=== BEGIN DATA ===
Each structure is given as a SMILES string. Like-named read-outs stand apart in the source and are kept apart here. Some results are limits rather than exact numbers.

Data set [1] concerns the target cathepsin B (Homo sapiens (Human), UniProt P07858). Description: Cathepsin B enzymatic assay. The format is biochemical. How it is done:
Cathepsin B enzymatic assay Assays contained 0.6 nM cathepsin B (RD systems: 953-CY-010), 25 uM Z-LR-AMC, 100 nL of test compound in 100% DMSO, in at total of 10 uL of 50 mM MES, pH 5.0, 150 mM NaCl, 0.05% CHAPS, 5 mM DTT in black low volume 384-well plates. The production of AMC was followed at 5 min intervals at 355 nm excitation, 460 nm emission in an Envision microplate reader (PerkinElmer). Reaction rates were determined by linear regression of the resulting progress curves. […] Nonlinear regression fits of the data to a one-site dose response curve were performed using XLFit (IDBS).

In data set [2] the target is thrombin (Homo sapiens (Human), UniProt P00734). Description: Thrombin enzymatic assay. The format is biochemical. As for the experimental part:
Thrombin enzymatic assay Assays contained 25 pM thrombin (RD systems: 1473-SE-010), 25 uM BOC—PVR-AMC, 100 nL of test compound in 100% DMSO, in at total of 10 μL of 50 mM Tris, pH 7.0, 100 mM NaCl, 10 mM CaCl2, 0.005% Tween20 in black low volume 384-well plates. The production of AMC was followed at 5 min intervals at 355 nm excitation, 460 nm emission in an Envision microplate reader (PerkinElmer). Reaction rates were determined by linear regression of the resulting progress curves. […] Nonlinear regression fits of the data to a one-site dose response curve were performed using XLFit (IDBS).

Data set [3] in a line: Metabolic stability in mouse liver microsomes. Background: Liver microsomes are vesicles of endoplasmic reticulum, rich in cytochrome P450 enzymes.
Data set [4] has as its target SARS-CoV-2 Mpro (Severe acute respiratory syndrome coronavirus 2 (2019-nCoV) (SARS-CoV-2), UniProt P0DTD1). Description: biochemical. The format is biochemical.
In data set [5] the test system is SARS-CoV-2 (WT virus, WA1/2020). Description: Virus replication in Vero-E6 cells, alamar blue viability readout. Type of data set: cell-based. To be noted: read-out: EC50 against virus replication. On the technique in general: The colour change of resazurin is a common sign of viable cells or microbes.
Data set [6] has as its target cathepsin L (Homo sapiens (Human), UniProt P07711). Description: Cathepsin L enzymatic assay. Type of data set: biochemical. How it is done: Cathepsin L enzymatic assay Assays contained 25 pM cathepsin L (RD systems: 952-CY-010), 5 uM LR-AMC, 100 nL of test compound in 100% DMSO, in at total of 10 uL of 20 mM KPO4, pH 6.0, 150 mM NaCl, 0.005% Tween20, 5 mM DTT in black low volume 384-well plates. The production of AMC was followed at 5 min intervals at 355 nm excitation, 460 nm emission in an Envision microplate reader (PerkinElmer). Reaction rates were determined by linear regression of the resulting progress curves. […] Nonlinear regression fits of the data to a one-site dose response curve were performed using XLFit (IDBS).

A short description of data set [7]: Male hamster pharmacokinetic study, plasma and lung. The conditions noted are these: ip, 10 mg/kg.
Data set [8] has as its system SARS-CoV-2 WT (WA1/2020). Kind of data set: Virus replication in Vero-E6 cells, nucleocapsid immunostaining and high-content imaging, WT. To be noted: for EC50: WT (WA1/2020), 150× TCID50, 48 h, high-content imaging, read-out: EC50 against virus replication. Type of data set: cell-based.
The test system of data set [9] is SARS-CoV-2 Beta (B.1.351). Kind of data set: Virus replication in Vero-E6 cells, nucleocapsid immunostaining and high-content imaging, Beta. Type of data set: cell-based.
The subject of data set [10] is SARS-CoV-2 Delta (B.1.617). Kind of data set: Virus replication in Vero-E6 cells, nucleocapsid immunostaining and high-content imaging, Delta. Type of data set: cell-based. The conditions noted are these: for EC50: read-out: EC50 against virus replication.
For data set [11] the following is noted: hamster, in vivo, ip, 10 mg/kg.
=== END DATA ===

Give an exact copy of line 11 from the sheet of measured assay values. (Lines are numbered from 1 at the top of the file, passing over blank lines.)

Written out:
Data set [8] has as its system SARS-CoV-2 WT (WA1/2020). Kind of data set: Virus replication in Vero-E6 cells, nucleocapsid immunostaining and high-content imaging, WT. To be noted: for EC50: WT (WA1/2020), 150× TCID50, 48 h, high-content imaging, read-out: EC50 against virus replication. Type of data set: cell-based.